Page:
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9 CHAPTER 1 INTRODUCTION African American English (AAE)also know n as Black English Vernacular (BEV), African American Vernacular English (AAVE), or Ebonicsis a variety of English spoken largely by African Americans, although its use oc curs among people of other ethnic groups and it is not spoken by all African Amer icans (Van Keulen, et al., 1998) This linguistic system has, as any language variety, a system of rules, which governs its use both grammatically and pragmatically (Green 2002; Smitherman, 2000; Labov, 1972). Particular cult ural influences and traditions, and specific worldviews are also presen t in this system that influence the social interactions and understandings of its speakers (Bohn, 2003; Smitherman, 2000, 1998a, 1998b, 1974). The conventions of AAE consist of both si milarities to and differences from Standard American English (SAE), the variety that the Unit ed States school system expects all students to know and use in educational settings and in ot her settings such as the workplace. The differences between the two vari eties are great enough to warrant a modification in the way SAE is taught in schools and is used in standardized tests to assess a childs learning abilities. As Hess, (1974) observes, two individuals who spea k completely different dialects of the same language may think that they are communicating cl early when they are not (p. 281). Following are two examples of exchanges that resulted in miscommunications between a SAE-speaking teacher and an AAE-speaking student. (1) co mes from Norma LeMoines book and is cited in Smitherman (2000) and in Seymour, Abdulkarim, and Johnson (1999). (2) appears in Smitherman (2000) and is the transcript of a co mmunication at a school in Detroit, Michigan. (1) Bobby, what does your mother do? the teacher asked. She be at home, Bobby replied. You mean she is at home the teacher said. No she aint, Bobby offered, Cause she took my grandmother to the hospital this morning. The teacher snapped. Y ou know what I meant. You arent supposed to say, She be at home. You say, She is at home. But Bobby.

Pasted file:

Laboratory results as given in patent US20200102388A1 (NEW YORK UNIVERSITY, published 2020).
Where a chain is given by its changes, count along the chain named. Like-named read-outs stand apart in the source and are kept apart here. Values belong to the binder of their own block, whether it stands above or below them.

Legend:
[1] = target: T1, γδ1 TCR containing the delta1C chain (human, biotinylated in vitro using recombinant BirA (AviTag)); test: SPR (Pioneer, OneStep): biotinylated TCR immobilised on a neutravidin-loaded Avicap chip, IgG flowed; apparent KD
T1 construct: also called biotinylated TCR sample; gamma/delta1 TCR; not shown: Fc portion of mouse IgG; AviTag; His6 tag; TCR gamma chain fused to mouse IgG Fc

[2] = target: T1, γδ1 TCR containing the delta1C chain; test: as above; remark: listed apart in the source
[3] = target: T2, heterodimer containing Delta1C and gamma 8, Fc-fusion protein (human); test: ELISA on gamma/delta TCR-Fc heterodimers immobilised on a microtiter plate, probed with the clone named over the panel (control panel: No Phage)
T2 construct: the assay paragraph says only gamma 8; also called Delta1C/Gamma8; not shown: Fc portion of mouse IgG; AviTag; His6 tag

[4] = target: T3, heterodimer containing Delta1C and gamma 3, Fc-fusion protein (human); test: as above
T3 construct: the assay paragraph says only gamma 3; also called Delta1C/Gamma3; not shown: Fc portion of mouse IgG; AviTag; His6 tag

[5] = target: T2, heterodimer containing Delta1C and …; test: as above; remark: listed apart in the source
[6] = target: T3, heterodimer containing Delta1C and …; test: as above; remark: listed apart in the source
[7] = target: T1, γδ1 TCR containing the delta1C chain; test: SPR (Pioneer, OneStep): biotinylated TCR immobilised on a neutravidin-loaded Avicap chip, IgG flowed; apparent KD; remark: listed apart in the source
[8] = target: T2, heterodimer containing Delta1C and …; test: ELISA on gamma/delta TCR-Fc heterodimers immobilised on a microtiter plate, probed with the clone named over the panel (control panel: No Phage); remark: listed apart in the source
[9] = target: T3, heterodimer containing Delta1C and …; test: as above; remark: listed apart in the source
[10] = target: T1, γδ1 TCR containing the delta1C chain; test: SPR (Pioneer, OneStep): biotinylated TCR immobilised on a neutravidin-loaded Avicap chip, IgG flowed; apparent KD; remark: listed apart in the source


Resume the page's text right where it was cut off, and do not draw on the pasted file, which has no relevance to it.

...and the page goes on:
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10 could only reply Why you trying to make me lie? She aint at home. (Smitherman, 2000, p. 25; Seymour, Abdulkarim, & Johnson, 1999, p. 66) (2) Teacher: Where is Mary Student: She not here Teacher: (exasperatedly): She is never here! Student: Yeah, she be here Teacher: Where? You just said she wa snt here. (Smitherman, 2000, p. 25) Both of these exchanges exhibi t two of the fundamental differences between AAE and SAE: the use of the habitual be and the zero copula. The habitual be in AAE serves the function of indicating that something typically occurs, that the topic of discus sion is the norm. In (1) Bobby meant that his mother is normally home during the day, but the teacher, attempting to correct his grammar according to SAE rules, changes the m eaning of his statement completely. She be at home means that normally she is at home, wh ereas she is at home means that at that particular moment she is home (S eymour, et al., 1999). A similar difference arises in (2), where the teacher, upset by a student s absence (which is appa rently frequent) makes an overgeneralization that the student is never here The student with wh om she is talking about Mary, replies to that generalization with Yea h, she be here meaning that although she is not currently present, there are times that she is there (Smitherman, 2000). The zero copula is the absence of the conjugated form of the verb to be. If, for instance, Bobby in (1) wanted to say that his mother was home at the exact mome nt when the teacher asked, he could say she at home and this sentence would not require a form of to be. While these are two specific examples that exhibit two differences between th e AAE and SAE varieties, there ar e others that can inhibit an AAE speakers learning processes and ach ievement on standardized tests. The Current Study The present analysis seeks to explore past re search conducted to establish the degrees of success of AAE speakers in school and on standard ized intelligence quotient (IQ) tests and other